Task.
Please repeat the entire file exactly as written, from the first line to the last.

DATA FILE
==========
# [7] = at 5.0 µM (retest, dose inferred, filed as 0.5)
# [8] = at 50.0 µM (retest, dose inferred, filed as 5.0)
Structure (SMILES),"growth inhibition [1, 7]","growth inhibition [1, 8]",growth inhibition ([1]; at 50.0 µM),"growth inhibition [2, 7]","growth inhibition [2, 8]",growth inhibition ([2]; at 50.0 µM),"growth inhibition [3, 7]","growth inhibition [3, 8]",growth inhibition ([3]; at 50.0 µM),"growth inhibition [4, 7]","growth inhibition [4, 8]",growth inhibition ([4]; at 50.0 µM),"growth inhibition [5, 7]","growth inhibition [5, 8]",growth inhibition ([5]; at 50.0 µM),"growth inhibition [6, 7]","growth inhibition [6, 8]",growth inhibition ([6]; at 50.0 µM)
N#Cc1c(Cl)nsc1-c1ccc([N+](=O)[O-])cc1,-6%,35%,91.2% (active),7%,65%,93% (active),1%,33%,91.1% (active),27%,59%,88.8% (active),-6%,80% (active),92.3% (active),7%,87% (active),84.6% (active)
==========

# [7] = at 5.0 µM (retest, dose inferred, filed as 0.5)
# [8] = at 50.0 µM (retest, dose inferred, filed as 5.0)
Structure (SMILES),"growth inhibition [1, 7]","growth inhibition [1, 8]",growth inhibition ([1]; at 50.0 µM),"growth inhibition [2, 7]","growth inhibition [2, 8]",growth inhibition ([2]; at 50.0 µM),"growth inhibition [3, 7]","growth inhibition [3, 8]",growth inhibition ([3]; at 50.0 µM),"growth inhibition [4, 7]","growth inhibition [4, 8]",growth inhibition ([4]; at 50.0 µM),"growth inhibition [5, 7]","growth inhibition [5, 8]",growth inhibition ([5]; at 50.0 µM),"growth inhibition [6, 7]","growth inhibition [6, 8]",growth inhibition ([6]; at 50.0 µM)
N#Cc1c(Cl)nsc1-c1ccc([N+](=O)[O-])cc1,-6%,35%,91.2% (active),7%,65%,93% (active),1%,33%,91.1% (active),27%,59%,88.8% (active),-6%,80% (active),92.3% (active),7%,87% (active),84.6% (active)